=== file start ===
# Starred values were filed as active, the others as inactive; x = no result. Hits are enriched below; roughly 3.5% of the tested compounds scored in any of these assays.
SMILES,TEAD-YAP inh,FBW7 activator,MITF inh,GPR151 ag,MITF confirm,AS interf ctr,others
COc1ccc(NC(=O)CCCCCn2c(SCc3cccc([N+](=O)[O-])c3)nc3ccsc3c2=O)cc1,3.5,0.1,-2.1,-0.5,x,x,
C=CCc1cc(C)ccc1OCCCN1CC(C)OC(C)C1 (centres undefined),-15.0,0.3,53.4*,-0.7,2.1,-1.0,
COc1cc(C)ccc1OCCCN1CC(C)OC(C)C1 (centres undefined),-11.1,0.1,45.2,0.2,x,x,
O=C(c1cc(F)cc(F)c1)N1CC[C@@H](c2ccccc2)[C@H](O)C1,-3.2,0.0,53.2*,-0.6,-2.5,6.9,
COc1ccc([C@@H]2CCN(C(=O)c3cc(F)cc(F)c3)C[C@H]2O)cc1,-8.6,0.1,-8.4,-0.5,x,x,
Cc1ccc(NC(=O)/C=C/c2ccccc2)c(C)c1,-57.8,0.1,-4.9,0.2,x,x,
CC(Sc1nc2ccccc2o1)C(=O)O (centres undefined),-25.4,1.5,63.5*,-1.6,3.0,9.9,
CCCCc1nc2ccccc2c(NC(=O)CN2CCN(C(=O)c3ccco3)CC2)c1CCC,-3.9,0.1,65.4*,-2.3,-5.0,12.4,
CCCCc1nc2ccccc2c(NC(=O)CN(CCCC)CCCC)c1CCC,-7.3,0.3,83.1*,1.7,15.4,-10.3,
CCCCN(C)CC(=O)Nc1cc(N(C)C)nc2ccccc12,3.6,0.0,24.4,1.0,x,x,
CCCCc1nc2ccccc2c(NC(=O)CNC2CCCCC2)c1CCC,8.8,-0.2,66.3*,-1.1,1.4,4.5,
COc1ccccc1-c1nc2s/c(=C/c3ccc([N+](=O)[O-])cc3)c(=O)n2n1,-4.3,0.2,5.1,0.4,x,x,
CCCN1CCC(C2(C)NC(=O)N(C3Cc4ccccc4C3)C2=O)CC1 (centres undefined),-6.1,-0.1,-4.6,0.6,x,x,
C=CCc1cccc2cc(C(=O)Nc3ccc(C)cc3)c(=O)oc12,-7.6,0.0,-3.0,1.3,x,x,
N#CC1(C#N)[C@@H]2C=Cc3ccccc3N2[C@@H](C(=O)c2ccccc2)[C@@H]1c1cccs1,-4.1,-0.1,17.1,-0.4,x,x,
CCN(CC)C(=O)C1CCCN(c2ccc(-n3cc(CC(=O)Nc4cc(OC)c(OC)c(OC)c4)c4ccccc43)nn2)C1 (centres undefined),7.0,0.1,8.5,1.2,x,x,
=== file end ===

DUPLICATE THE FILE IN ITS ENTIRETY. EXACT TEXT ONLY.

# Starred values were filed as active, the others as inactive; x = no result. Hits are enriched below; roughly 3.5% of the tested compounds scored in any of these assays.
SMILES,TEAD-YAP inh,FBW7 activator,MITF inh,GPR151 ag,MITF confirm,AS interf ctr,others
COc1ccc(NC(=O)CCCCCn2c(SCc3cccc([N+](=O)[O-])c3)nc3ccsc3c2=O)cc1,3.5,0.1,-2.1,-0.5,x,x,
C=CCc1cc(C)ccc1OCCCN1CC(C)OC(C)C1 (centres undefined),-15.0,0.3,53.4*,-0.7,2.1,-1.0,
COc1cc(C)ccc1OCCCN1CC(C)OC(C)C1 (centres undefined),-11.1,0.1,45.2,0.2,x,x,
O=C(c1cc(F)cc(F)c1)N1CC[C@@H](c2ccccc2)[C@H](O)C1,-3.2,0.0,53.2*,-0.6,-2.5,6.9,
COc1ccc([C@@H]2CCN(C(=O)c3cc(F)cc(F)c3)C[C@H]2O)cc1,-8.6,0.1,-8.4,-0.5,x,x,
Cc1ccc(NC(=O)/C=C/c2ccccc2)c(C)c1,-57.8,0.1,-4.9,0.2,x,x,
CC(Sc1nc2ccccc2o1)C(=O)O (centres undefined),-25.4,1.5,63.5*,-1.6,3.0,9.9,
CCCCc1nc2ccccc2c(NC(=O)CN2CCN(C(=O)c3ccco3)CC2)c1CCC,-3.9,0.1,65.4*,-2.3,-5.0,12.4,
CCCCc1nc2ccccc2c(NC(=O)CN(CCCC)CCCC)c1CCC,-7.3,0.3,83.1*,1.7,15.4,-10.3,
CCCCN(C)CC(=O)Nc1cc(N(C)C)nc2ccccc12,3.6,0.0,24.4,1.0,x,x,
CCCCc1nc2ccccc2c(NC(=O)CNC2CCCCC2)c1CCC,8.8,-0.2,66.3*,-1.1,1.4,4.5,
COc1ccccc1-c1nc2s/c(=C/c3ccc([N+](=O)[O-])cc3)c(=O)n2n1,-4.3,0.2,5.1,0.4,x,x,
CCCN1CCC(C2(C)NC(=O)N(C3Cc4ccccc4C3)C2=O)CC1 (centres undefined),-6.1,-0.1,-4.6,0.6,x,x,
C=CCc1cccc2cc(C(=O)Nc3ccc(C)cc3)c(=O)oc12,-7.6,0.0,-3.0,1.3,x,x,
N#CC1(C#N)[C@@H]2C=Cc3ccccc3N2[C@@H](C(=O)c2ccccc2)[C@@H]1c1cccs1,-4.1,-0.1,17.1,-0.4,x,x,
CCN(CC)C(=O)C1CCCN(c2ccc(-n3cc(CC(=O)Nc4cc(OC)c(OC)c(OC)c4)c4ccccc43)nn2)C1 (centres undefined),7.0,0.1,8.5,1.2,x,x,